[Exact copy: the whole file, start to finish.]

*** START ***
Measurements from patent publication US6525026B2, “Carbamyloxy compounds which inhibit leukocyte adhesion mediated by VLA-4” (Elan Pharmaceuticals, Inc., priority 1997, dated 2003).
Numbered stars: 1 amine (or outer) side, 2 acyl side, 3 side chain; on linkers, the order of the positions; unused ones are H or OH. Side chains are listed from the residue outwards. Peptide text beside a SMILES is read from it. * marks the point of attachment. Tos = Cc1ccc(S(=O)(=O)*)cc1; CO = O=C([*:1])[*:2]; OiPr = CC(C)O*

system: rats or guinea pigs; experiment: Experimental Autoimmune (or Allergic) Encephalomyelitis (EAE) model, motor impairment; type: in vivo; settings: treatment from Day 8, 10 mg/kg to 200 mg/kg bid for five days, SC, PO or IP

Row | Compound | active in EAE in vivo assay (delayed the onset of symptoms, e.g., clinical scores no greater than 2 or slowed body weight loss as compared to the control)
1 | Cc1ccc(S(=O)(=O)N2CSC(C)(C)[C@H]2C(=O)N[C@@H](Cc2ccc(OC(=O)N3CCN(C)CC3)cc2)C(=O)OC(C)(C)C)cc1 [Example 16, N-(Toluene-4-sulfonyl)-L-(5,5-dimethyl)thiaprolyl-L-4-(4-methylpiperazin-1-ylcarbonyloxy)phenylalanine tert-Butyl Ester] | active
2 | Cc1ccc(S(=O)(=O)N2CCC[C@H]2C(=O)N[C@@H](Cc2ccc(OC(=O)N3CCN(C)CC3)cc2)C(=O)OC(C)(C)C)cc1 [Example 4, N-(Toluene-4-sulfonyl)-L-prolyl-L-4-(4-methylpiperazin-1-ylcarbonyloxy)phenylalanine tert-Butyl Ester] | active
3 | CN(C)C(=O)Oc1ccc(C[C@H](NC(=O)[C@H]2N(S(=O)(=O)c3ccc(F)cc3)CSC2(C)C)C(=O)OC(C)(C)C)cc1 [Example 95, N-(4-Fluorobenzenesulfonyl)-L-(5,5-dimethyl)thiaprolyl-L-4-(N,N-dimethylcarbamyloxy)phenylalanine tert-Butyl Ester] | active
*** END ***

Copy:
Measurements from patent publication US6525026B2, “Carbamyloxy compounds which inhibit leukocyte adhesion mediated by VLA-4” (Elan Pharmaceuticals, Inc., priority 1997, dated 2003).
Numbered stars: 1 amine (or outer) side, 2 acyl side, 3 side chain; on linkers, the order of the positions; unused ones are H or OH. Side chains are listed from the residue outwards. Peptide text beside a SMILES is read from it. * marks the point of attachment. Tos = Cc1ccc(S(=O)(=O)*)cc1; CO = O=C([*:1])[*:2]; OiPr = CC(C)O*

system: rats or guinea pigs; experiment: Experimental Autoimmune (or Allergic) Encephalomyelitis (EAE) model, motor impairment; type: in vivo; settings: treatment from Day 8, 10 mg/kg to 200 mg/kg bid for five days, SC, PO or IP

Row | Compound | active in EAE in vivo assay (delayed the onset of symptoms, e.g., clinical scores no greater than 2 or slowed body weight loss as compared to the control)
1 | Cc1ccc(S(=O)(=O)N2CSC(C)(C)[C@H]2C(=O)N[C@@H](Cc2ccc(OC(=O)N3CCN(C)CC3)cc2)C(=O)OC(C)(C)C)cc1 [Example 16, N-(Toluene-4-sulfonyl)-L-(5,5-dimethyl)thiaprolyl-L-4-(4-methylpiperazin-1-ylcarbonyloxy)phenylalanine tert-Butyl Ester] | active
2 | Cc1ccc(S(=O)(=O)N2CCC[C@H]2C(=O)N[C@@H](Cc2ccc(OC(=O)N3CCN(C)CC3)cc2)C(=O)OC(C)(C)C)cc1 [Example 4, N-(Toluene-4-sulfonyl)-L-prolyl-L-4-(4-methylpiperazin-1-ylcarbonyloxy)phenylalanine tert-Butyl Ester] | active
3 | CN(C)C(=O)Oc1ccc(C[C@H](NC(=O)[C@H]2N(S(=O)(=O)c3ccc(F)cc3)CSC2(C)C)C(=O)OC(C)(C)C)cc1 [Example 95, N-(4-Fluorobenzenesulfonyl)-L-(5,5-dimethyl)thiaprolyl-L-4-(N,N-dimethylcarbamyloxy)phenylalanine tert-Butyl Ester] | active